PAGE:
Rock dust may be a better choice than lime simply because it will likely be a little more slow release (like egg shells), and can contain other beneficial minerals as well.

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Mating Red Worms

Red Worms Caught in the Act

I took a quick look in my ‘4 Worm Experiment‘ bin this morning and found two of the adults engaged in some hanky panky! Of course, as per usual I ran for the camera to see if I can get some decent images.

As you can see, when worms mate they line up facing in opposite directions and press their anterior region together. They secrete a large amount of mucus and produce what are known as a ‘slime tubes’ (each worm will have one) – this is actually what eventually slides off the worm and becomes the ‘shell’ of the cocoon. The clitellum (the thickened band on the anterior region of the worm) produces a compound that causes the slime tube to harden.

The actual copulation process involves the exchange of sperm between worms. Remember, earthworms are ‘hermaphroditic’ – meaning they have both female and male reproductive organs. Nevertheless most species still reproduce via cross-fertilization.

Once mating is complete, worms will continue to produce cocoons as long as their sperm supply (donated by another worm) lasts.

You can actually see a couple of cocoons in the material near the worms (although these were likely produced at a different time).

Hopefully in the next couple months this bin will really start to gain momentum – I am eager to add the next tray, but definitely need a reasonable population of Red Worms in the first tray before the materials will start getting converted to vermicompost at a decent rate. I have a sneaking suspicion that this bin will produce much better vermicompost than the material produced in my sealed Rubbermaid bins due to the greatly increased aeration, but we shall see!

Anyway, I will be sure to keep you posted!

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Red Worms Love Avocado?

Ball of Red Worms inside an avocado skin

Continuing with the ‘Red Worms Love…’ theme today, I thought it would be fun to post this picture I took fairly recently and just came across this morning in one of my worm picture folders. This was in the ‘older’ bin mentioned in the last post. When I opened up the lid I was quite surprised to see this writing mass of worms balled up in an avocado skin – I’m pretty sure there were actually quite a few more worms when I first opened the bin, but some left the scene when I went to get the camera (that’s my story, and I’m sticking to it!).

I wouldn’t have expected avocado to be a great worm food. It has a high oil content and would likely go anaerobic very easily. We eat avocado quite regularly (it IS a ‘miracle food’ after all – haha) and I always add the left-overs to my kitchen scraps collection, but I’m definitely going to start paying more attention to how the worms react to it.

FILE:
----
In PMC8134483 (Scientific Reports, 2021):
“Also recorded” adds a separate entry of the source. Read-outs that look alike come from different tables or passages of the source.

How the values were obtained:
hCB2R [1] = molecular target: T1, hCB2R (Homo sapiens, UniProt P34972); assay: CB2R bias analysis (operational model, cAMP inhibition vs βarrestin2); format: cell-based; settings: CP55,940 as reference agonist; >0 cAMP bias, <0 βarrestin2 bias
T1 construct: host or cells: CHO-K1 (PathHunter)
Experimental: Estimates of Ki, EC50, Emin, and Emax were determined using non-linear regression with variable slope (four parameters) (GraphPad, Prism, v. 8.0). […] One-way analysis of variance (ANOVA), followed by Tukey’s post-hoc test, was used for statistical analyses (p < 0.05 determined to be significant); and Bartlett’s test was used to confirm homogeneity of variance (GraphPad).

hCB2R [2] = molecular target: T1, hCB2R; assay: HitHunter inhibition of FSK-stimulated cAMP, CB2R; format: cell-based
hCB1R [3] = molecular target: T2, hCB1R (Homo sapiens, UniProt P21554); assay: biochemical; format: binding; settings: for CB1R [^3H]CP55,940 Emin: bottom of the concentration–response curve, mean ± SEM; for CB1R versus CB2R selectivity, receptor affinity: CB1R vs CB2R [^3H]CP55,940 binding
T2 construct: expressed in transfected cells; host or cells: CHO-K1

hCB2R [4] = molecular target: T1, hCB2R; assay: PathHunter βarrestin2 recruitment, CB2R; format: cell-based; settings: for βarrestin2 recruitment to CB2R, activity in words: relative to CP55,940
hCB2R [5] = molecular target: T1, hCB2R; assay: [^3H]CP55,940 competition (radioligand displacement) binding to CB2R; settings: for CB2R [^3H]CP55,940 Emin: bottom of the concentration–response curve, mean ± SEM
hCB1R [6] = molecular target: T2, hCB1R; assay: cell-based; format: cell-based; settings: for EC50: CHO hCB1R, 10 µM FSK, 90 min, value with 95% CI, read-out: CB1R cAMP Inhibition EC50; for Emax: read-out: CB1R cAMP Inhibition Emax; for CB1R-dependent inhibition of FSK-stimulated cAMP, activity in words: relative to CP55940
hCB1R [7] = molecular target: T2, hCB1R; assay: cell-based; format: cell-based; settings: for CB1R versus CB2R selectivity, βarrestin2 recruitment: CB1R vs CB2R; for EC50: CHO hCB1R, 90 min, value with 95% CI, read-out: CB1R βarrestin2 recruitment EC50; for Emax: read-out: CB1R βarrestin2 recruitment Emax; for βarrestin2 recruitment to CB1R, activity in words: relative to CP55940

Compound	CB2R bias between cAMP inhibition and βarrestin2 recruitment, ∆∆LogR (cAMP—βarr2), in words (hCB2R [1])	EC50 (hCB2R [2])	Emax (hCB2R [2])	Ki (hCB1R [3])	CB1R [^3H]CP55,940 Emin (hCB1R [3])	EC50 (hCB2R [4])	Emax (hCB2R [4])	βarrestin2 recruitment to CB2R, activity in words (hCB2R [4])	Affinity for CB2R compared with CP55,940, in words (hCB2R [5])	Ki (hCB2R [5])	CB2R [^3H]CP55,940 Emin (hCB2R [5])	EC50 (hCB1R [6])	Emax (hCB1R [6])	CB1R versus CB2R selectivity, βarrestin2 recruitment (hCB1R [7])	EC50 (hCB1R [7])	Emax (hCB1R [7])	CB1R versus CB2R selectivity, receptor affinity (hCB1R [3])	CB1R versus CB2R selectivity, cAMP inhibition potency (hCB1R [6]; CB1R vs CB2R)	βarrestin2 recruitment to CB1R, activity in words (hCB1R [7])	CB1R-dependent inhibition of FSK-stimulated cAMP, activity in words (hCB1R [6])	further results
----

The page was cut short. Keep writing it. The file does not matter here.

I’d be interested to know if anyone else has tried adding it to your bins?

By the way, if you are looking for another food that worms seem to LOVE – try cantaloupe!

Close-up of the avocado worm ball – you can see some mites feasting on some avocado up to the left

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Red Worms Love Wet Conditions

During my recent worm transfer I was reminded of the fact that red worms really do like it wet. The older bin I was harvesting the worms from is the same one used for the squash composting experiment and was absolutely loaded with worms. There were so many in there that they were starting to congregate in writhing masses at or near the surface. Any time I added food it was disappearing very quickly.

I just assumed that all the worms in the bin were just up near the surface. Well as I discovered, there were actually loads of worms all throughout the bin. Especially interesting was the fact that I found lots of worms (and cocoons) right down at the very bottom of the bin, where conditions were extremely wet, and borderline anaerobic. This was one of my simple Rubbermaid bins with no drainage – in fact all it has is a few air holes in the lid.

Obviously I’m not sharing this information to convince you that you don’t need to be careful with moisture levels in a bin – you still do. It was soaking wet down in the bottom of my bin, but it wasn’t flooded. Also, as much as the worms do love wet conditions, it is more difficult to produce quality compost. Decomposition slows down and you don’t get that nice rich, dark humus that is produced via aerobic composting. Having drainage holes (and some sort of catch tray or reservoir) is not a bad idea.

Anyway, just thought I’d share that tidbit with you.

[tags]red worms, red wigglers, eisenia fetida, worm bin, worm bins, worm composter, worm composting, vermicomposting[/tags]